October 28, 2012; Source: American Prospect

Bob Kuttner, the co-editor of The American Prospect, warns that President Barack Obama is preparing to undertake a major, recovery-dragging deficit reduction after the election, an action that will respond both to those in money markets expecting deficit reduction and to voters that have been inundated with dosages of the need for deficit reduction during the current election campaign. Obama told the Des Moines Register that he planned to pitch a “grand bargain” with the Republicans, which the president described as “$2.50 worth of cuts for every dollar in spending.”

Obama’s target is $4 trillion in deficit reduction—the Bowles-Simpson Commission target—and even further evening out the deficit-to-GDP ratio in “the out-years.” Kuttner is perplexed by the president’s plan, to say the least. He describes $4 trillion in deficit reduction as an economic contraction that “guarantees that a sluggish economy will continue.” He predicts that on the day after the election, “a struggle begins within the Democratic Party to save him (and us) from himself—to keep him from agreeing to a budget deal that will only slow growth, needlessly sacrifice Social Security and Medicare, and make the next four years much like the last four years.”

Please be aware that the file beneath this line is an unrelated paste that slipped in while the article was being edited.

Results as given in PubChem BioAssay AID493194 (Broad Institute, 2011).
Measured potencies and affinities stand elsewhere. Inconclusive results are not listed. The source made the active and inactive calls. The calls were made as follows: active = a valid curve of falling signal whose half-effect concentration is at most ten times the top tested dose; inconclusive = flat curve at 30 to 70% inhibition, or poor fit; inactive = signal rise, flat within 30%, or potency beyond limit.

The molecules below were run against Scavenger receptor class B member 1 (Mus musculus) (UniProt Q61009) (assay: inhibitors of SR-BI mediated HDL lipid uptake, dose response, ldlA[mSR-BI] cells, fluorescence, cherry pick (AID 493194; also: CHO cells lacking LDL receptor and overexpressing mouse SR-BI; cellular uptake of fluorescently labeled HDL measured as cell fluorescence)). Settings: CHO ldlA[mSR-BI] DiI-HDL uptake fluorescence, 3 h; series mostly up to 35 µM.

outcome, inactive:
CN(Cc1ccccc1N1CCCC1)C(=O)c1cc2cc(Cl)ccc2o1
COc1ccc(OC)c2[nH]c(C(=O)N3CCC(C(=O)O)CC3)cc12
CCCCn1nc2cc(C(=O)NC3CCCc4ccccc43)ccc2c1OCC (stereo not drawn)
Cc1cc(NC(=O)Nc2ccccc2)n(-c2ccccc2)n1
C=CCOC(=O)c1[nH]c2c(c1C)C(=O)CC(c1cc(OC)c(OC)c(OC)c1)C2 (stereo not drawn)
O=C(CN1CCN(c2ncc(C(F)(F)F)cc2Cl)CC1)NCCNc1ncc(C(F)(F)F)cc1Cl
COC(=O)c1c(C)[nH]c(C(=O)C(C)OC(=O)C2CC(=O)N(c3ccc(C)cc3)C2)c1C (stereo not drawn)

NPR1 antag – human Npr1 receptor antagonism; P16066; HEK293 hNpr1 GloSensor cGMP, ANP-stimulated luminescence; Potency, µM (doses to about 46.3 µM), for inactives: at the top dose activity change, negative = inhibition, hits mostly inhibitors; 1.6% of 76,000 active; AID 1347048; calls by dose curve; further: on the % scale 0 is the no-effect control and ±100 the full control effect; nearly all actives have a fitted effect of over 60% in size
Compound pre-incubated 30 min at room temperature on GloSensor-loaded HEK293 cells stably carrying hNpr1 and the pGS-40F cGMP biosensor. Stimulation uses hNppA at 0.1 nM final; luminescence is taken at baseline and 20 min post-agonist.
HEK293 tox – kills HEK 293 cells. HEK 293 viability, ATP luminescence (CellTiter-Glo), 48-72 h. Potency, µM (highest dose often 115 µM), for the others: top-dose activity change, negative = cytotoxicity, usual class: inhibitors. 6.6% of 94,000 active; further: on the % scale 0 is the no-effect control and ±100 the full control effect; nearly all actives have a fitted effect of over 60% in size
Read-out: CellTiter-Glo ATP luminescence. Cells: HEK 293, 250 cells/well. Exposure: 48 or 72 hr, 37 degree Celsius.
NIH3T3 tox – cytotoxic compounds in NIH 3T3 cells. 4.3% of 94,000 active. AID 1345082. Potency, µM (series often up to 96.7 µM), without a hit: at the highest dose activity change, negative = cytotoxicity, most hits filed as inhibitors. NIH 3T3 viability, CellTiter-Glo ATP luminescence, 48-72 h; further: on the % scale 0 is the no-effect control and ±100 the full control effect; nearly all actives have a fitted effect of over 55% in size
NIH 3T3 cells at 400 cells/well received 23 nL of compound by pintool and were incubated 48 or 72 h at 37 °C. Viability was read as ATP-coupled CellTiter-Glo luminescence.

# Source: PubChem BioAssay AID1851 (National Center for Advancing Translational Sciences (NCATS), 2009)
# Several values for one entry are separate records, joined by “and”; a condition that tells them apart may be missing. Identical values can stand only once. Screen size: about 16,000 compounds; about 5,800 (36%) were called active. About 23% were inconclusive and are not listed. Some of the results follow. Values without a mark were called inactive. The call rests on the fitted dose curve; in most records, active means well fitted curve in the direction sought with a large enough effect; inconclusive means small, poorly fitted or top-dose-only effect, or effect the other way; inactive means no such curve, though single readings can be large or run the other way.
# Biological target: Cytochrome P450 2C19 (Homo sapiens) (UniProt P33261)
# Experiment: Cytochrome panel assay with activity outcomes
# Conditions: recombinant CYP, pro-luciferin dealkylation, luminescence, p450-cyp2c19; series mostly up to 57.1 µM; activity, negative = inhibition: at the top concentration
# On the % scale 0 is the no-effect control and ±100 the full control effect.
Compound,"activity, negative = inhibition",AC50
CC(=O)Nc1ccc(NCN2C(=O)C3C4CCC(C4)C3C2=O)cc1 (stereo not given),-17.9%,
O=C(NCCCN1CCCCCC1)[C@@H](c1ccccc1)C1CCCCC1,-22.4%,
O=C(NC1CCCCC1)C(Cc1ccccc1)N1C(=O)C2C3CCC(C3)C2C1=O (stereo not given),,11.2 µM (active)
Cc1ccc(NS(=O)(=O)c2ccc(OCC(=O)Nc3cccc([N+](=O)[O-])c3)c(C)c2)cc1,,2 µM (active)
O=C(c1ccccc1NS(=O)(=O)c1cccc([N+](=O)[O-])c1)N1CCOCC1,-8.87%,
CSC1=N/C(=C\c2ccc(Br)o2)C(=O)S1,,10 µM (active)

Writing for OpEdNews, William K. Black calls Obama’s plan a “Faustian bargain” and argues that, like the conservative Republican Richard Nixon opening up relations with Communist China, “only a Democrat can begin the destruction of the safety net.” Black calls Obama’s grand bargain the “Great Betrayal” and warns that it reflects the presence of “a fifth column within the Democratic Party” that will abandon longstanding Democratic principles. Black and Kuttner both believe that a post-election austerity program by President Obama will lead the U.S. into the economic stagnation and decline that affects the Eurozone.

It is odd, but the voice of nonprofits on the contours of a post-election austerity program emanating from President Obama or, if the election goes the other way, President-elect Mitt Romney, isn’t all that distinctive. Are there nonprofit voices on the problem of the deficit? Do they agree with what Black calls the Robert Rubin wing of the Democratic Party that the deficit is so threatening to economic stability that it merits a major frontal attack? Or, do they lean toward an agenda of continued stimulus measures (currently emanating from Ben Bernanke’s Federal Reserve, as opposed to the Obama White House) to get the economy back onto a sustained upward trajectory regardless of the deficit? Nonprofits are invited to weigh in below.—Rick Cohen